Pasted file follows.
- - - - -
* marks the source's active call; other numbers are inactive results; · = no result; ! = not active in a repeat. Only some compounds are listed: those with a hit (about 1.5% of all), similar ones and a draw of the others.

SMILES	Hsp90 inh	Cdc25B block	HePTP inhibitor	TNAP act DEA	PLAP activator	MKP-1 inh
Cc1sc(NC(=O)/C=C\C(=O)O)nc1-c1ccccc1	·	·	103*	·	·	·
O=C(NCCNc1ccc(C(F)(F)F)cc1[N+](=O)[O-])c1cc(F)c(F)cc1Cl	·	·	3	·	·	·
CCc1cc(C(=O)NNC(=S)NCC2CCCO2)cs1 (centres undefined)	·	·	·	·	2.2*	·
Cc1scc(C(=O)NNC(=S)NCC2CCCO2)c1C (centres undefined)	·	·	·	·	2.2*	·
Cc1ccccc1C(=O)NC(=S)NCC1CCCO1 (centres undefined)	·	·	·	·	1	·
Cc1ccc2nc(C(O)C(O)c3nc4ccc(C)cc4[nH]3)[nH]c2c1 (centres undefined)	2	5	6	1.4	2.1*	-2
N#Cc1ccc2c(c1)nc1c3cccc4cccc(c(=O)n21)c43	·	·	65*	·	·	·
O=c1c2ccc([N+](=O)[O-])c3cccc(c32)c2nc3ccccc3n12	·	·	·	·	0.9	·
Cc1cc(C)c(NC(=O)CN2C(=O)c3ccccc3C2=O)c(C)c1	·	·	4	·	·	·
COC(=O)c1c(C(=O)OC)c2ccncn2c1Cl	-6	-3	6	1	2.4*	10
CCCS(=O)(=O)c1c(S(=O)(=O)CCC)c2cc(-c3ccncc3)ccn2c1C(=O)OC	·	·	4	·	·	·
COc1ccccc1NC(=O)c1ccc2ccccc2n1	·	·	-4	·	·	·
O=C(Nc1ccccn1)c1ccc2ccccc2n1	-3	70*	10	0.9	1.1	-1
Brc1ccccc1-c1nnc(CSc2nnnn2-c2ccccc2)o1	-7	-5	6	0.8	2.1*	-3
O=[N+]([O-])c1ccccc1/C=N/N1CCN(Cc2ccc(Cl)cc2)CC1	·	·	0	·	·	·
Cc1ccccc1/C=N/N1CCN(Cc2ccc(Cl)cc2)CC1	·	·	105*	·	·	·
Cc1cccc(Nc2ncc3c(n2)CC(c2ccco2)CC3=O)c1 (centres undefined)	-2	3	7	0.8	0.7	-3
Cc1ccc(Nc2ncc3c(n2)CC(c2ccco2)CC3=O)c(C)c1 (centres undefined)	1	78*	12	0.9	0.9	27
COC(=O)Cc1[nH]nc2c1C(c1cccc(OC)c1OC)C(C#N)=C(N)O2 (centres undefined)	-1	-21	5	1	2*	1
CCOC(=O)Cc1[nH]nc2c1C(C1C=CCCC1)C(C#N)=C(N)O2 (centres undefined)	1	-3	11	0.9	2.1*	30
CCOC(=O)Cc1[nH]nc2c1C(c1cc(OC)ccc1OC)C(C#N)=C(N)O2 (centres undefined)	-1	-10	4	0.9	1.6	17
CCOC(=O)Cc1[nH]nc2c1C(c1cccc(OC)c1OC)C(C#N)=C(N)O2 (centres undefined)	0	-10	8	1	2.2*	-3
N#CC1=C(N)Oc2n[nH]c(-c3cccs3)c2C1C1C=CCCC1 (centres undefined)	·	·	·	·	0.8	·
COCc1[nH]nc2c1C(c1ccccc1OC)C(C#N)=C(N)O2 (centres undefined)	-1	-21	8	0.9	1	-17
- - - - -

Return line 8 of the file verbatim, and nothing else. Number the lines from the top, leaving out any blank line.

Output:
Cc1ccc2nc(C(O)C(O)c3nc4ccc(C)cc4[nH]3)[nH]c2c1 (centres undefined)	2	5	6	1.4	2.1*	-2